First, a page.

Friday, April 18, 2008

No Second Bite

A conviction for assault was affirmed by the North Dakota Supreme Court. The trial judge disclosed that he was "socially acquainted" with a witness (their sons play baseball together) and would be "inclined to believe" the testimony of the witness. The parties agreed to a bench trial after the judge had disclosed this fact. Objection was raised on a motion for new trial after conviction. The court upheld the waiver:

"After the criminal judgment had been entered against him, Jacobson moved for a new trial. A party seeking to disqualify a judge from a proceeding must file a timely motion. See Center for Professional Responsibility, supra, at 187. It was improper for Jacobson to wait to see if the district court decision was favorable to him before moving for a new trial on the ground that Judge Haskell should have recused himself from the matter. See id.; see also United States v. Vadner, 160 F.3d 263, 264 (5th Cir. 1998) (holding "[t]he most egregious delay -- the closest thing to per se untimeliness -- occurs when a party already knows the facts purportedly showing an appearance of impropriety but waits until after an adverse decision has been made by the judge before raising the issue of recusal"); Madsen v. Prudential Fed. Sav. & Loan Assn., 767 P.2d 538, 543 (Utah 1988) (quoting 46 Am.Jur.2d Judges ยง 202, at 225-26 (1969) ("It is a well-recognized rule that an application for the disqualification of a trial judge must be filed at the earliest opportunity. The courts generally apply this rule with strictness against a party who, having knowledge of the facts constituting a disqualification, does not seek to disqualify the judge until an unfavorable ruling has been made.")."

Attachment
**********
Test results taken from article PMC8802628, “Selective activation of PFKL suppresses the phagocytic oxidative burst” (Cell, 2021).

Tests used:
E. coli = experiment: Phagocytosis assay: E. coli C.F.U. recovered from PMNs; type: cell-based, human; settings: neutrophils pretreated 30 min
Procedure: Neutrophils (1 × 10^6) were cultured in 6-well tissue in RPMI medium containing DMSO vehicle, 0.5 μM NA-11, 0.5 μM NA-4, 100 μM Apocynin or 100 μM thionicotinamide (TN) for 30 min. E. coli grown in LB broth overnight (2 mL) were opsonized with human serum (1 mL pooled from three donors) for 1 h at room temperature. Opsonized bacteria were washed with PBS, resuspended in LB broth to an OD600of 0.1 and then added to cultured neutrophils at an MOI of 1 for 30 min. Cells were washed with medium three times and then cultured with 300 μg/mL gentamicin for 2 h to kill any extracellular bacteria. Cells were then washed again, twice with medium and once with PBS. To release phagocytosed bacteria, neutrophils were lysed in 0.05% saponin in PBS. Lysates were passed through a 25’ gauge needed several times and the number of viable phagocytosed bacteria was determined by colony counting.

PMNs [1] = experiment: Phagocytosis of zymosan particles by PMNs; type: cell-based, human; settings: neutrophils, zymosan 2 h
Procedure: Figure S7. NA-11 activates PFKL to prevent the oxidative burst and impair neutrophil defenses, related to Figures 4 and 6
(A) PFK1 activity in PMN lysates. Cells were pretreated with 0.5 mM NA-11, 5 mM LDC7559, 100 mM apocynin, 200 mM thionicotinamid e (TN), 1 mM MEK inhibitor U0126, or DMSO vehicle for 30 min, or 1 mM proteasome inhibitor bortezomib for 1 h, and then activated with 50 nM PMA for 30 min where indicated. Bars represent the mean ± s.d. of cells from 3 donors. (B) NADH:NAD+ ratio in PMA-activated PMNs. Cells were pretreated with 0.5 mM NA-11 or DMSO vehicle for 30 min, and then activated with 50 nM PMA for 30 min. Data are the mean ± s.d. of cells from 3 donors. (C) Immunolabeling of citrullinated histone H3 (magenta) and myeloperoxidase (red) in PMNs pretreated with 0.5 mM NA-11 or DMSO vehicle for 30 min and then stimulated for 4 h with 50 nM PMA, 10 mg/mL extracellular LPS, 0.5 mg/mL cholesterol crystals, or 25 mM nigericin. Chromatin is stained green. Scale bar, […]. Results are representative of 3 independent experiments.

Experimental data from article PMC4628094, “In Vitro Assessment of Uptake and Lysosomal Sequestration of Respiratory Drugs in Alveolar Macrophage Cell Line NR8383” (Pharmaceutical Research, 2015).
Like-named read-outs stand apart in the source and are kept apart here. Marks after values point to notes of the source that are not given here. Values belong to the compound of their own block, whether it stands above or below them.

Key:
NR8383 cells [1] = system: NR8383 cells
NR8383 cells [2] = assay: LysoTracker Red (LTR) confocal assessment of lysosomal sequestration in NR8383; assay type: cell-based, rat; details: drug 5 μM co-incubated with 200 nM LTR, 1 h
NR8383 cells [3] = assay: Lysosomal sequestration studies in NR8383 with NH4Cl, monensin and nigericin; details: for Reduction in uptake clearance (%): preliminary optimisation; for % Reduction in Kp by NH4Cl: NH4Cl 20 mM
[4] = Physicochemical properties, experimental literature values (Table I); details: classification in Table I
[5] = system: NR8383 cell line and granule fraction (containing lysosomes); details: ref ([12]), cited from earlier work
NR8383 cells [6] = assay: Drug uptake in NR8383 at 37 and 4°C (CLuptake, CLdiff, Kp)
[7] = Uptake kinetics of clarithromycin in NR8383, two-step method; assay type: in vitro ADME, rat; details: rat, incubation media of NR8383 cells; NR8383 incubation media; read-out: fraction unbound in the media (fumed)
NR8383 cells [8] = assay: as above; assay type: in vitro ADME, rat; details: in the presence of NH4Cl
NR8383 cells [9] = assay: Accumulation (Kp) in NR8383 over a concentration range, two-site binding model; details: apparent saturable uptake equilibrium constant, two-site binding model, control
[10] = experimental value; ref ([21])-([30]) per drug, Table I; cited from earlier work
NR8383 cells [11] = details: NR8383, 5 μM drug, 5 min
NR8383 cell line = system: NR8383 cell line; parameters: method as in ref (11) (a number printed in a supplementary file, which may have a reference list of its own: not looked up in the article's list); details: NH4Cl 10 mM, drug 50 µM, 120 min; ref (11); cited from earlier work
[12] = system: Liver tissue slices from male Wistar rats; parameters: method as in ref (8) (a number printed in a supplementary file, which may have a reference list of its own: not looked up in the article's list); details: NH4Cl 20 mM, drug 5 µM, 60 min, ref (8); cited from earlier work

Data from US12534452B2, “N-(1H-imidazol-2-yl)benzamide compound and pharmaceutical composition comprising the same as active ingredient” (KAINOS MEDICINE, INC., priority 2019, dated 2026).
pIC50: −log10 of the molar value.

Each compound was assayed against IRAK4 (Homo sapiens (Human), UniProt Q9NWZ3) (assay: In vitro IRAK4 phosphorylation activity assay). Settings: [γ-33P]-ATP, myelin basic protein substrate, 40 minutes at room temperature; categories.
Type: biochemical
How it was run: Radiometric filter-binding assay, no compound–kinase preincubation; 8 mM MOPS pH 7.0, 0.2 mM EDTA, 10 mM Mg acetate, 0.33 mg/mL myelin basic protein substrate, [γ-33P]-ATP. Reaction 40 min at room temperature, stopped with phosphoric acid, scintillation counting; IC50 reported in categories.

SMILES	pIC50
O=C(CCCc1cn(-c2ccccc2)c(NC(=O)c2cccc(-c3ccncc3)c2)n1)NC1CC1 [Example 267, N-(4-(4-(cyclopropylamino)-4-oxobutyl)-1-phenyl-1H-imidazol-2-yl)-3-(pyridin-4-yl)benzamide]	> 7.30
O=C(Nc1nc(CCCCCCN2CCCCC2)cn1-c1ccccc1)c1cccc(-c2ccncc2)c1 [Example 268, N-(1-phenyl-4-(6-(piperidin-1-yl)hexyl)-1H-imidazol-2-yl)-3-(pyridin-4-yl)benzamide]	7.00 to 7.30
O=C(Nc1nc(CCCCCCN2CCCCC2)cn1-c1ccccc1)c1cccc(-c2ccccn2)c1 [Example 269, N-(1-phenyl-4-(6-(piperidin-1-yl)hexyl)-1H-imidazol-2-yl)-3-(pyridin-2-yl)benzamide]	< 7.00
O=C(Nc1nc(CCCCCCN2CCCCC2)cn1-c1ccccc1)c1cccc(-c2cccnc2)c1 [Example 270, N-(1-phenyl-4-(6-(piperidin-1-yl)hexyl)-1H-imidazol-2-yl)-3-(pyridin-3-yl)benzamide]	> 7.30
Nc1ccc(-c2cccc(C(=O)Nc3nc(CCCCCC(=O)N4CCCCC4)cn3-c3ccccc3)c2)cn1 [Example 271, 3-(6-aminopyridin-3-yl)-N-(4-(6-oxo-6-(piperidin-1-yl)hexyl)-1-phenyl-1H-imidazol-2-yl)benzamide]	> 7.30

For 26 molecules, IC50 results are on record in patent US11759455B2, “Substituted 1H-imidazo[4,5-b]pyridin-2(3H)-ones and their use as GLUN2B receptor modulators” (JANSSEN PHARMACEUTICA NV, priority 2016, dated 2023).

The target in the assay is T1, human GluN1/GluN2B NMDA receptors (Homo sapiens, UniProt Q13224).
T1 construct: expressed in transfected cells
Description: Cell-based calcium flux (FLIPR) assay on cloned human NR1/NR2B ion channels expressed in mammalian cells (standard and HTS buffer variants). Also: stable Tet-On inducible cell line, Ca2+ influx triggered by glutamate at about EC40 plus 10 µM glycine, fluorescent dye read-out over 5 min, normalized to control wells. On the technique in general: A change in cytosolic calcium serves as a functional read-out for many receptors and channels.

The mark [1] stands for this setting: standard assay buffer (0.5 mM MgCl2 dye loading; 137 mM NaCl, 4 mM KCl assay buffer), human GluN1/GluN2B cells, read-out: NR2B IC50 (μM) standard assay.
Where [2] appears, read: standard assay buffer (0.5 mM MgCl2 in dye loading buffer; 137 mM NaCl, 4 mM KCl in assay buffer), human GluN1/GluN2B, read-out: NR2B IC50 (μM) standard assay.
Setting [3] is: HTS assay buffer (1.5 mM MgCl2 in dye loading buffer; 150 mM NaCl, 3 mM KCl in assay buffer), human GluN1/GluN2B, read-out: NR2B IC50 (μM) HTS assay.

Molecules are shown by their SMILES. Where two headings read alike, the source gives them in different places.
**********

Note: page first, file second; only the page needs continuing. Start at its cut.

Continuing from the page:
Chief Justice VandeWalle specially concurred. Justice Crothers concurred and dissented in part:

"Given the need for strict compliance with remittal procedures, we should be unwilling to conclude Jacobson agreed to discuss remittal of the Judge's disqualification based on his counsel's concurrence in an in-limine motion concerning documents or records not produced in discovery and not admissible at trial. I also believe we neuter our Canon if we conclude--like the Majority appears to have concluded--that this requirement is satisfied by a party's failure to affirmatively object to the judge continuing to preside over a matter. This is especially true since the question of remittal is not ripe for consideration until after the judge is disqualified." (Mike Frisch)

Judicial Ethics and the Courts | Permalink

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